First, the typical Christian Universalist maintains an exclusivist position. This means that they do not believe a person can come to God if he ignores salvation through Jesus Christ. Rather, the universalist simply believes that in the end every person will cease to ignore salvation and will be saved by God. So this Scripture does not seem to violate Christian Universalism at all. Secondly, if one looks at the context of this verse, then we see that there are consequences for ignoring God's salvation. Once again, this is certainly a view shared by the Christian Universalist. If being apart from God is suffering and being with Him is bliss, then this is obvious. The typical CU position I have run across is that people will certainly resist God's salvation, leading to their own suffering. But given the unending love of God, the extreme benefit to the sinner of coming to God, and the unlimited means at God's disposal (patience, time, etc.), then all will eventually come home. So the Hebrews verse presented simply says that a person cannot be saved if he ignores God's salvation. A Christian Universalist would agree but add that in the end God will accomplish His redemptive purpose by leading all people to stop ignoring this great salvation.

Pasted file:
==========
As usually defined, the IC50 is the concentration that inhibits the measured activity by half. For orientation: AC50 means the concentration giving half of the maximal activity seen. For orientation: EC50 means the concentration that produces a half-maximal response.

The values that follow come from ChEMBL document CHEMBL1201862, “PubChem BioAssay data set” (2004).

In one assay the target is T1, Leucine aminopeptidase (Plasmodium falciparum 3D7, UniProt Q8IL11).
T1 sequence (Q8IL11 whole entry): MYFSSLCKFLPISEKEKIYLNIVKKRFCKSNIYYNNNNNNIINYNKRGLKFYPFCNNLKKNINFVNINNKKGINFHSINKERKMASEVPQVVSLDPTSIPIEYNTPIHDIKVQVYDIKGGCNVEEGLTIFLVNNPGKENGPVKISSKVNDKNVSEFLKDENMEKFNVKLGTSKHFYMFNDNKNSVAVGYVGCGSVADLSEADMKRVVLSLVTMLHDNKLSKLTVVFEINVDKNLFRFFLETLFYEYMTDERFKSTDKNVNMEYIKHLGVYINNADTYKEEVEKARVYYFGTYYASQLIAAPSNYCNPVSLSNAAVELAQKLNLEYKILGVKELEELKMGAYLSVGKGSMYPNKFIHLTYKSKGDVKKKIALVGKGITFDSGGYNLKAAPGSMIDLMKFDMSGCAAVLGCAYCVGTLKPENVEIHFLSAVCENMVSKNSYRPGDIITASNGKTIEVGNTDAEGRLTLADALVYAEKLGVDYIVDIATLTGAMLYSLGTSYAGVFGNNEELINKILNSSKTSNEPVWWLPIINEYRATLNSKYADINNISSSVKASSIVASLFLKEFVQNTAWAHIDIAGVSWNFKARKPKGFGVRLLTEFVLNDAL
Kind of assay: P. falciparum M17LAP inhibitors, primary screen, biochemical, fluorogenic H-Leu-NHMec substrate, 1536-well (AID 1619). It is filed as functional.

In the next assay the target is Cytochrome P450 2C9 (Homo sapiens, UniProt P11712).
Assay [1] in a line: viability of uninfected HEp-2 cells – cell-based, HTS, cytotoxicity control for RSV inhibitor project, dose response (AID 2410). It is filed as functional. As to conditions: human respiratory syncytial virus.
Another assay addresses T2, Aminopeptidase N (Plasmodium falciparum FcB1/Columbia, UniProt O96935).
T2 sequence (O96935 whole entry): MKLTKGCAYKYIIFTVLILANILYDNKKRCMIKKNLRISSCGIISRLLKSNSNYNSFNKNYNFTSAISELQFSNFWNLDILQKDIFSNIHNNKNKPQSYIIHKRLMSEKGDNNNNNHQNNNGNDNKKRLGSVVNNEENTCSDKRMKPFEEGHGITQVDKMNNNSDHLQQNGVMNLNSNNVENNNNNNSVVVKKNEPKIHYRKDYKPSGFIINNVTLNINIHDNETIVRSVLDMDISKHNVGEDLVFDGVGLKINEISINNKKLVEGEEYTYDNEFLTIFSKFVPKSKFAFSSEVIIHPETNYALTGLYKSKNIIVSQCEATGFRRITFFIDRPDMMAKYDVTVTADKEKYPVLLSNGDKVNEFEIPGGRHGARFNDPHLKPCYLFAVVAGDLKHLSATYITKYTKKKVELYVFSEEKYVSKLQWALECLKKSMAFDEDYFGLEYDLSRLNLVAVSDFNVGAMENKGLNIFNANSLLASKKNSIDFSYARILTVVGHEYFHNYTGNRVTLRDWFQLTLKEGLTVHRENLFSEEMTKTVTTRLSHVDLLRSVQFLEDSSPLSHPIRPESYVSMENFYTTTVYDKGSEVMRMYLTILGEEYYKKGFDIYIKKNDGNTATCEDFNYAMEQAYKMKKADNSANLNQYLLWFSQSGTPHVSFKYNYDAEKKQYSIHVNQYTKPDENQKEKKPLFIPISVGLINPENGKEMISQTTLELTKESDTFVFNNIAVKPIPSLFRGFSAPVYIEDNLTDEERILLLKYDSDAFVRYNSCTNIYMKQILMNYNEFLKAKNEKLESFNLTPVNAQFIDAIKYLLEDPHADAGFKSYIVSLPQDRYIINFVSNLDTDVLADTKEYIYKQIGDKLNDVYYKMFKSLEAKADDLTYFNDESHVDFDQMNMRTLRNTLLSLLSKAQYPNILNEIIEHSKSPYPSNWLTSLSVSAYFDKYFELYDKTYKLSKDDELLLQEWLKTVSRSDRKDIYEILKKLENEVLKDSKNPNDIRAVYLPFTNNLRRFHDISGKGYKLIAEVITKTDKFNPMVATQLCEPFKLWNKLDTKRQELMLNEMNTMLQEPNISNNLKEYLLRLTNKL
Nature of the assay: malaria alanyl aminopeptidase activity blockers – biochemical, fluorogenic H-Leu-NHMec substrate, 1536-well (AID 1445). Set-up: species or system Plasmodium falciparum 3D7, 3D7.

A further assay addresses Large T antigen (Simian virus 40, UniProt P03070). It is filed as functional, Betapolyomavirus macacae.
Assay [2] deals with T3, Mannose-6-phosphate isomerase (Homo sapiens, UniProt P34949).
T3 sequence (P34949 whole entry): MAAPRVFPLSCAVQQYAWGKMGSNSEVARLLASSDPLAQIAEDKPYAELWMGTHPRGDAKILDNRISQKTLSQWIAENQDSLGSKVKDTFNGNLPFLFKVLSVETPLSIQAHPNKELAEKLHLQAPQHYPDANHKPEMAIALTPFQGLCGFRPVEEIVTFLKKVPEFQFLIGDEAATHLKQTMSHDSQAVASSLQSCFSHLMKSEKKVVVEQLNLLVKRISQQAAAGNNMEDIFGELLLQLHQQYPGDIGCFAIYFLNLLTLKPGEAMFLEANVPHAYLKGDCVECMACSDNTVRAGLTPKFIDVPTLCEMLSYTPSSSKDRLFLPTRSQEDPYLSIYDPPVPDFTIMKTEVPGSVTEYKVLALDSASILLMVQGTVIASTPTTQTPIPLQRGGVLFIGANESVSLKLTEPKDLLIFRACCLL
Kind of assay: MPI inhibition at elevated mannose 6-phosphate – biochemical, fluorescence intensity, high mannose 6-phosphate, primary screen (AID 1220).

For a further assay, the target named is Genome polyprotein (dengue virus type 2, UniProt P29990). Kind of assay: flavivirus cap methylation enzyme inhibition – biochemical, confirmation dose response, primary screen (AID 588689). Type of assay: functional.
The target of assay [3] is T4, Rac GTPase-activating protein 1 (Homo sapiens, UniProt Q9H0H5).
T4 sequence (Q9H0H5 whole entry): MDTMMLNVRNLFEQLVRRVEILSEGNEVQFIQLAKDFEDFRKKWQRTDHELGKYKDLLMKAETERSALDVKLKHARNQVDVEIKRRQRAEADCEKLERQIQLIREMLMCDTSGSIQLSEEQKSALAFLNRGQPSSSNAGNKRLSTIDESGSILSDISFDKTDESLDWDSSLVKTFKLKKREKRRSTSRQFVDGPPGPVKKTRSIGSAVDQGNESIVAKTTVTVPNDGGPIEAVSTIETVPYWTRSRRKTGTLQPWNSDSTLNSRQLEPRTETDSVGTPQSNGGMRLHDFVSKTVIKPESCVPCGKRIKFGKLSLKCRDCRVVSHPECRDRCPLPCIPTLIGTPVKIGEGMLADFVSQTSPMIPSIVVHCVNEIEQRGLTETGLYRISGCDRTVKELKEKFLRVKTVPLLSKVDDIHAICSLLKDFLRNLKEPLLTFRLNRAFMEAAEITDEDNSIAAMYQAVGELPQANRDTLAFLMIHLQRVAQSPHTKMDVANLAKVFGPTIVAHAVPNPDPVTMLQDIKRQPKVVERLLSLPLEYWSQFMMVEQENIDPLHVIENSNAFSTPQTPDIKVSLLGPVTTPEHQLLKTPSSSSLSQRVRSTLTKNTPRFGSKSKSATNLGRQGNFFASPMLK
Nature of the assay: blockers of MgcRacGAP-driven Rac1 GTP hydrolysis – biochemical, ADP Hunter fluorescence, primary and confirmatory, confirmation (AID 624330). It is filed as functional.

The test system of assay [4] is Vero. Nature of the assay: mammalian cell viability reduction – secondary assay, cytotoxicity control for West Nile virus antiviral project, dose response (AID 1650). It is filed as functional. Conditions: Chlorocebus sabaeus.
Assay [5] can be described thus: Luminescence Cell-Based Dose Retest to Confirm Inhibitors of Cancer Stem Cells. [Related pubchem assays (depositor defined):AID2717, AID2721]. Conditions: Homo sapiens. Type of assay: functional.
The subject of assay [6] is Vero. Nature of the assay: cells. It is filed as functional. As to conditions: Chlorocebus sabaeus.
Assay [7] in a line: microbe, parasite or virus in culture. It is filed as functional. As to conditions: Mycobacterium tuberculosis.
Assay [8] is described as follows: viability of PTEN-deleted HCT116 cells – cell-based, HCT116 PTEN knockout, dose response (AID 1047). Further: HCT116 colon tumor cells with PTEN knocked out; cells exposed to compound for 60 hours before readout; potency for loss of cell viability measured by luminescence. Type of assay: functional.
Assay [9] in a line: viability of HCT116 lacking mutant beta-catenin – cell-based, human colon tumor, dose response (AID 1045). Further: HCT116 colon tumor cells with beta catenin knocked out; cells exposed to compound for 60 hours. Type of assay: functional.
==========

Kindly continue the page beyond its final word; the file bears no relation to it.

I could bring up Scriptures which state plainly that God does will the salvation of every sinner (1 Timothy 2:3-7 comes to mind). But it's not too hard to come up with a view and find Scriptures to support it. Many criticize the Bible for this, perhaps justly, but I also think it contributes to the richness of the Bible. It can be quite theologically ambiguous. Perhaps we must seek ourselves, using our ethical intuitions and our reason in determining a view of God that is (hopefully) truly worthy of praise. For his supreme power? Sure. But much more importantly, for His perfect goodness.